While international travel will return, interest in staying closer to home and smaller destinations will remain
Along with the restrictions of COVID-19 came an increased interest in travel destinations that were only drive away, or off the beaten path and less likely to see large crowds. Many safety-conscious travelers became more likely to plan trips closer to home, avoiding the exposure of long multi-step travel. One travel company looking at 2021 bookings by Europeans saw 60% of the most popular destinations within Europe, and COVID may have even saved the sleeper train: concern over flying in 2020 resulted in a resurgence in popularity for many long-distance rail lines. While the uptick in train bookings may have been mainly in response to safety concerns and airport restrictions, there is the hope that interest will remain for other reasons. Karima Delli, a French MEP who chairs the European parliament’s transport committee, supports train travel for the reduced carbon impact compared to flying – “Relaunching night trains is both a necessity and an ecological solution to the planet,” she said. In addition to staying local, COVID is pushing travelers towards both smaller and more meaningful destinations. A feeling of connection and support of local communities has risen in importance as the world witnessed the economic devastation on areas dependent on visitors: the American Express Travel survey shows 59% of respondents are interesting in making travel decisions to support a specific destination, and 77% want to be more conscious about supporting local businesses while they travel.
Increased awareness of the interrelated risks of habitat and biodiversity loss with climate change and future pandemics
While COVID lockdowns did allow for some animals around the world to venture into human territory, the pandemic devastated conservation efforts in some of the most economically insecure and biodiversity rich areas around the globe. Paused conservation efforts, halted ecotourism, economic disruption, and increased food security all played a role in seeing biodiversity protection take a big hit during 2020. Illegal fishing and poaching skyrocketed due to a lack of patrols, deforestation increased, and millions of people fell into extreme poverty, which is linked to biodiversity loss as people rely more on local timber, bushmeat, and fuel out of necessity. At the time, the global health dangers of biodiversity loss were exposed: nearly 75% of emerging infection diseases in humans come from other animals, and increased land-use and exploitation increase infectious disease risk by bringing people in close proximity to pathogen carrying wildlife and disrupting the ecological processes keeping diseases at bay. In addition to health, biodiversity is essential for the economy – roughly $4 trillion of economic value generation (more than half of global GDP) is dependent on nature and its services. Biodiversity has often been a lower priority than climate change, but post-2020 government and business leaders are realizing they must be addressed in tandem. As many countries return to some degree of normalcy, we also must return to and expand conservation efforts and protections. Increasing our efforts in this area is essential for both future economic stability and growth, as well as preventing the outbreak of another deadly pandemic.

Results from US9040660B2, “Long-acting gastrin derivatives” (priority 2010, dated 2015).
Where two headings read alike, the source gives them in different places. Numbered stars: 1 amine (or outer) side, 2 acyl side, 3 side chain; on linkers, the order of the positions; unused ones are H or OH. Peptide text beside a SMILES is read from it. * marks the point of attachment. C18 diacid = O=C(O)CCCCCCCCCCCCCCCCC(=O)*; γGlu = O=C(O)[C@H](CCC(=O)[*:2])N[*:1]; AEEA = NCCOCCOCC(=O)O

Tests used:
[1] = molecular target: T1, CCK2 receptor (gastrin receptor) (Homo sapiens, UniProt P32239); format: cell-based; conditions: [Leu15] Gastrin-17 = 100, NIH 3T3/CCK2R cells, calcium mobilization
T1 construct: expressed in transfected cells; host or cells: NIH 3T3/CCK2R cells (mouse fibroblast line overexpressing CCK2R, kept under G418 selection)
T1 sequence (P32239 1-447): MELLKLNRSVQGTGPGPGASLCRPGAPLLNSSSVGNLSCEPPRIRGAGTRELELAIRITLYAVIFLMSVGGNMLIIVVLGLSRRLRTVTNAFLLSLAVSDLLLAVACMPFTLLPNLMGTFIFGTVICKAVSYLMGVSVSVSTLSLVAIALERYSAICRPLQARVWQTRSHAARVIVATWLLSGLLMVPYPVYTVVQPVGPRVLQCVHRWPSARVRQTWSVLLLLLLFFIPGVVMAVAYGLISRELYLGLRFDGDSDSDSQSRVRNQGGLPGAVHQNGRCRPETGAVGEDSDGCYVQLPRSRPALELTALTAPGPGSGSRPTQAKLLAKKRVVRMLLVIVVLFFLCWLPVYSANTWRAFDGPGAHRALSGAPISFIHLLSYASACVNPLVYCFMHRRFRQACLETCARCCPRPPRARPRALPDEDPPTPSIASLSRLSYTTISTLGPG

What does this mean for hotels?
As hotels start to re-open and travel restrictions are lifted, the hospitality sector must pivot to a new normal. While they work to recover from the devastating economic blow of the pandemic, businesses must respond and adapt to the changing behaviors and expectations of their customers as well as the safety recommendations for preventing coronavirus infection outbreaks. Ideally, this will be done in conjunction with forward-thinking plans for increasing resilience and sustainability in the long-term. To succeed in the post-2020 environment, there are several ways hotels can successfully move in the right direction: